At least, there'll still be golf.

A new era at Hiawatha Golf Club is about to tee off — with a smaller course surrounded by wetlands and park space.

The Minneapolis Park and Recreation Board voted Wednesday night to drastically reduce the amount of water pumped off the grounds, meaning that much of the current course would be waterlogged.

"While not the ideal solution … it's a compromise … not perfect but honors the past and looks forward to the future," said Commissioner Jono Cowgill.

Reducing the pumping from the current 262 million gallons a year to 94 million means more wetlands and less managed turf grass. The land could be turned into a nine-hole course.

"I don't think we'll be able to get an 18-hole configuration," said Michael Schroeder, the Park Board's assistant superintendent of planning.

The 6-2 decision caps a yearslong contentious dispute, with golfers and supporters fighting to keep the course as it is.

Before the vote, Commissioner Latrisha Vetaw added an amendment to include at least a nine-hole course and to recognize the history of black golfers there as a compromise.

The new pumping scenario is expected to keep nearby homes dry, but many residents questioned Wednesday night whether that's true. They say the current pumping scenario is keeping homes near the course dry.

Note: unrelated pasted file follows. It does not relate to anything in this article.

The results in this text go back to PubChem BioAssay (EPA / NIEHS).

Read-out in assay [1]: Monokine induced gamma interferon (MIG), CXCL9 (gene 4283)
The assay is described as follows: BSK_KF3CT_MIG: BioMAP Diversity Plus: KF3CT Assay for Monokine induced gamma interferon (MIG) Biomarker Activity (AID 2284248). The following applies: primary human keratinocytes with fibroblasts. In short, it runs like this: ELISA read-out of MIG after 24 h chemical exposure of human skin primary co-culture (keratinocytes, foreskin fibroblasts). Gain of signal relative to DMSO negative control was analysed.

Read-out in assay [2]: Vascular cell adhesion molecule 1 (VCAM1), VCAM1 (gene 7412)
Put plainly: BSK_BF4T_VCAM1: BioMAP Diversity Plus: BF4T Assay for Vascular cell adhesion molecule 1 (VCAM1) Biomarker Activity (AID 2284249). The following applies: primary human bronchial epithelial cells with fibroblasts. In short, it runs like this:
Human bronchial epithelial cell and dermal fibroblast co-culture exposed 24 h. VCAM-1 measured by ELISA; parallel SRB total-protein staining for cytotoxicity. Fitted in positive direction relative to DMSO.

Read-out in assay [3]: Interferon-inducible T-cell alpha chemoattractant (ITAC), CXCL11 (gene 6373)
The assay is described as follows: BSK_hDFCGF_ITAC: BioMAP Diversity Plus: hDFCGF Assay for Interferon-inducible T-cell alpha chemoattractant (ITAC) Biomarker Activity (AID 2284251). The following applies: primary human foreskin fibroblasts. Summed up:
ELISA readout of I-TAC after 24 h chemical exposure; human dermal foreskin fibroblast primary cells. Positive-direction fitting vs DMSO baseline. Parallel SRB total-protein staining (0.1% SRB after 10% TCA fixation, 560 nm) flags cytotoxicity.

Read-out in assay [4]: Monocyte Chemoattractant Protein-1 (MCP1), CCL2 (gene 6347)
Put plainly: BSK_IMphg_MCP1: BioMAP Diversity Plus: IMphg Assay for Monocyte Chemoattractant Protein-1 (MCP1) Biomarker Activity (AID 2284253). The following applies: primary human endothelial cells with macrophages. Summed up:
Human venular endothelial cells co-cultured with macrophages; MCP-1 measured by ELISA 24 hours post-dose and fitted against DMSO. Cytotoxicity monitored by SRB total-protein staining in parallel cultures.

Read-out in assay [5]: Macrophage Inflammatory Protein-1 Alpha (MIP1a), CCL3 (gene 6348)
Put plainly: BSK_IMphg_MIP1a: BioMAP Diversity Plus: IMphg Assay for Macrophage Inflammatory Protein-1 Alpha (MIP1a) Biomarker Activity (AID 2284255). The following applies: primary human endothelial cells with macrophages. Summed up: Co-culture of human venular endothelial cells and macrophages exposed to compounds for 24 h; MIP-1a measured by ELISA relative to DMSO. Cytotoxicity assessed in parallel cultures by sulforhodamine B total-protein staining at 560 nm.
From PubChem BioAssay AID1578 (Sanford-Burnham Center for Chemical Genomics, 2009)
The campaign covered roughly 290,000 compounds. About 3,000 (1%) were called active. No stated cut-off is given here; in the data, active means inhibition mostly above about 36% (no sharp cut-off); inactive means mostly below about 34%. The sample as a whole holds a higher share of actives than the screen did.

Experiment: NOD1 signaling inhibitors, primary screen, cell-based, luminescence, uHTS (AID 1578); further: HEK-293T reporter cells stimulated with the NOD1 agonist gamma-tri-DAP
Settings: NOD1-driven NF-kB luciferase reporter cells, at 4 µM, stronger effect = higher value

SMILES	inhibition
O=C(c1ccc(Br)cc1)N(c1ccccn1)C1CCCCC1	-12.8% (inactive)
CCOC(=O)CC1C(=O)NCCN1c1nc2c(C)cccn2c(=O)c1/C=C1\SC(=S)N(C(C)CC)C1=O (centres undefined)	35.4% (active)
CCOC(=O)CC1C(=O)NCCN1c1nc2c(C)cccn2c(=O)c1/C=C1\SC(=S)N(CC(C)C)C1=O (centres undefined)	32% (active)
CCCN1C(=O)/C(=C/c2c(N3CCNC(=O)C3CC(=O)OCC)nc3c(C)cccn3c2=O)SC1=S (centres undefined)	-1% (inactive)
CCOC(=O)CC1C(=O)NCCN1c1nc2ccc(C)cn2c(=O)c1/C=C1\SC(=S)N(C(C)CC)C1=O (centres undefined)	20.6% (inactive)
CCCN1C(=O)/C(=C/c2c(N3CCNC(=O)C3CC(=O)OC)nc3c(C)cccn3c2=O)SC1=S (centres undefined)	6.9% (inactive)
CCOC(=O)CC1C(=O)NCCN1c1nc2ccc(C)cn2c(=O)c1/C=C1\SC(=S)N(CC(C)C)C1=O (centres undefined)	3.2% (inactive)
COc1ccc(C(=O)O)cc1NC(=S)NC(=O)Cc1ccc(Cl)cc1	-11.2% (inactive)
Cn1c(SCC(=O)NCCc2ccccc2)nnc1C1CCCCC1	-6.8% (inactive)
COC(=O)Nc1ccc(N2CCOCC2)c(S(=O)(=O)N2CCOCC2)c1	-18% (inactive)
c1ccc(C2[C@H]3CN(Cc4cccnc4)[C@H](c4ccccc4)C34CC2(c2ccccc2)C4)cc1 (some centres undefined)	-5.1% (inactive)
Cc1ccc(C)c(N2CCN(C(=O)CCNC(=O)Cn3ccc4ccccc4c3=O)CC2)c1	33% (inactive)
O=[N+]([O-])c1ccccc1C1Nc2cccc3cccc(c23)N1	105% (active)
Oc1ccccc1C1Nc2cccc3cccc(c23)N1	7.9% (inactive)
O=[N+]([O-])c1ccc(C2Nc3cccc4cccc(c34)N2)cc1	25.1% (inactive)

The water problems came to a head when the course closed after torrential rains flooded it in 2014. But that only added to an existing problem: The course sits about 2 feet below the level of Lake Hiawatha. Most of the water that is pumped off is shallow groundwater, followed by seepage from the lake and stormwater runoff.

"I want what's best for my neighborhood even if that means closing the golf course, but I'm not convinced we are making the decision on accurate information," said Jason Tarasek.

Commissioner Steffanie Musich said the board cannot guarantee that residents won't have flood damage "because that's not a realistic promise."

Now, a community advisory group will study what the space will look at with reduced pumping and present their ideas to the board.

Early numbers showed that reconfiguring the golf course as a park was expected to cost $28 million, according to Park Board estimates from last summer.